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A Grand Monday: Citroen XM

Published 18 April 2016

Launched in 1989 and crowned European Car of the Year 1990, the Citroen XM is regarded by many as the last of the ‘true’ big Citroens.

It certainly ticks most of the boxes – hydropneumatic suspension, technically complex and beautifully weird, the XM was a French executive car par excellence.

Needless to say, its launch in the UK was a troubled one. Blighted by mechanical problems and recalls, the car that Citroen promised was a massive leap forward in build quality turned into a millstone around its dealers’ necks. Residual values were shocking, and fleet managers who’d ordered them en masse were faced with an almost insurmountable challenge of keeping them on the road.

All of which was a crying shame, because behind the series of niggling problems in the XM’s early life lurked a tremendously capable car. Nothing – not even the wonderful Jaguar X300 – could match it for ride quality, the handling was superb and there wasn’t a more comfortable executive car out there.

The suspension, too, was relatively reliable. Like all hydraulic Citroens, there was the odd plumbing problem, but nothing that couldn’t be fixed with anything more complex than a bit of pipework. In its later years, the XM was a terrific and quite reliable car, but the damage had been done.

Citroen XM (3)

Today, XMs are rare, which makes this example well worth a punt. Good ones, with long MoTs, now tend to sell for well into four figures – the academics and eccentrics that love the last big Citroen are clamouring to get their hands on the best surviving examples. At £400, then, this one is a veritable bargain.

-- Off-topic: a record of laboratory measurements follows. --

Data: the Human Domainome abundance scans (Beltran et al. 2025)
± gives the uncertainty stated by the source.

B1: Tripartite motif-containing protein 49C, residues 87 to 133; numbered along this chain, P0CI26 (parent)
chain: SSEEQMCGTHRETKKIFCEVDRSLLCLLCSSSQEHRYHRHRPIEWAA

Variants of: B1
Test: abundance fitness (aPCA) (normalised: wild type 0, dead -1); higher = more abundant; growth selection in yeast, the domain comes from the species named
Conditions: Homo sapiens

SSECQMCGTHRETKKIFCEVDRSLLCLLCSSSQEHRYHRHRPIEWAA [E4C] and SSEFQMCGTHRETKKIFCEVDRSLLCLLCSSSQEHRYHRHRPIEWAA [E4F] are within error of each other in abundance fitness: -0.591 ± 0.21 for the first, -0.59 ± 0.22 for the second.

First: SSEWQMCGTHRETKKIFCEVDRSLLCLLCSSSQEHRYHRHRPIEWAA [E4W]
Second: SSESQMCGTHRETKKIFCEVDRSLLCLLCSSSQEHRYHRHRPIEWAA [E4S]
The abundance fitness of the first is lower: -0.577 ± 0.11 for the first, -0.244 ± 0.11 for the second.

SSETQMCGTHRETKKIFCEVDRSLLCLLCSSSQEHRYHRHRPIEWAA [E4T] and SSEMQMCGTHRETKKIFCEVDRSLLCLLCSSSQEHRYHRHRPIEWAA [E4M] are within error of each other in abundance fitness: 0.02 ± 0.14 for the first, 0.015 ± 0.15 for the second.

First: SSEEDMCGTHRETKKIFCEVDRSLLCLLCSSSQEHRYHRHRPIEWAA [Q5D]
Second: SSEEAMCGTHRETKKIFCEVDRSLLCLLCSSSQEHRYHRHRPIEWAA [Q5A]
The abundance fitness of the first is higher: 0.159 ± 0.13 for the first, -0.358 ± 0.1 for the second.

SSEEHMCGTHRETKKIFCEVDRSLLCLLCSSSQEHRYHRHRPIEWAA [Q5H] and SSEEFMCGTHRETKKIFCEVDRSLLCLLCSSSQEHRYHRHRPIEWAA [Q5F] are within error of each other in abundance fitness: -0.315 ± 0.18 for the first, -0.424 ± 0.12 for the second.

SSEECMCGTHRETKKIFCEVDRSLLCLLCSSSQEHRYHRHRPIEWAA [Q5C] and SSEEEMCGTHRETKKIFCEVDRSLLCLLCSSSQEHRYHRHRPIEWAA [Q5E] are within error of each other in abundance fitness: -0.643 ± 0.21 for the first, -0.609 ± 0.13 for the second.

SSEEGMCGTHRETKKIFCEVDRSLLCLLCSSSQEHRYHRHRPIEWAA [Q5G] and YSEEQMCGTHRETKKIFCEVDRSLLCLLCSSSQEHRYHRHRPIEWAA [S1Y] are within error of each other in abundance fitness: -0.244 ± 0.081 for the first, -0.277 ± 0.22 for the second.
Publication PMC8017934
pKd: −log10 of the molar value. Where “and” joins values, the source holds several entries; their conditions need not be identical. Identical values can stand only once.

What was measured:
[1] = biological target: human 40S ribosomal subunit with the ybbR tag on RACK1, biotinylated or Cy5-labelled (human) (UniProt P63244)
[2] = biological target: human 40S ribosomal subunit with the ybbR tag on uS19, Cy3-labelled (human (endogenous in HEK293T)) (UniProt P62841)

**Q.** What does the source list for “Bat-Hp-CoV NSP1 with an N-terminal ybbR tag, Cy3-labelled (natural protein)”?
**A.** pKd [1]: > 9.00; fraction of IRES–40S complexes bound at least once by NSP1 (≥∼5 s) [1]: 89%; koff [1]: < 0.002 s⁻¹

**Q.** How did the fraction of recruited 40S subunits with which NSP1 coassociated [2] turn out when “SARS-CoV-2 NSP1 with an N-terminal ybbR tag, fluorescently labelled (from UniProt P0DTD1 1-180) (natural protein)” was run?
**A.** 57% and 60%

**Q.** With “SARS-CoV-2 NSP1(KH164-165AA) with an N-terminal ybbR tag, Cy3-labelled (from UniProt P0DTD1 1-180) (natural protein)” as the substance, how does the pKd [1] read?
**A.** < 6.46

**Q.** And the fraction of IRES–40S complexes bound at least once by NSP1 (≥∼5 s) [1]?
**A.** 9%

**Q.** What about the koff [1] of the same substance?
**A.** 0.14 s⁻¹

The bad bits? Well, there’s no MoT, and it hasn’t been on the road since last summer, which could provoke a few gremlins of its own, as these are cars that like to be used.

On the plus side, it failed its last MoT on a rogue ABS light (anyone who knows XMs will also know that, on a different day, the ABS light wouldn’t be illuminated – but its’ sod’s law that this happens on the way to the test station), and on high emissions. This could be a catalyst fault or a lambda sensor, or it could be nothing more than the need for an Italian tune-up. A classic friendly MoT centre may even lose the probe up the exhaust of something else, but you didn’t hear that from us.

It’s also a ‘sinker’. One of the last Series 1 XMs, which lowers its belly almost to the floor if left in repose. They look stunning at rest, though there’s always the sense of ‘will it rise?’ every time you turn the ignition key, such is the life on an XM owner.

The car, which has the desirable 2.0 CT Turbo engine, has 130k on the clock and a substantial service history including a rebuilt cylinder head and turbo. The vendor describes the bodywork and interior as ‘excellent’. If so, then at this price it will leave you with plenty of change from a grand once you’ve got it through a new MoT, and it has to be worth more than that. The XM’s time has come – cheap ones won’t be around for long.

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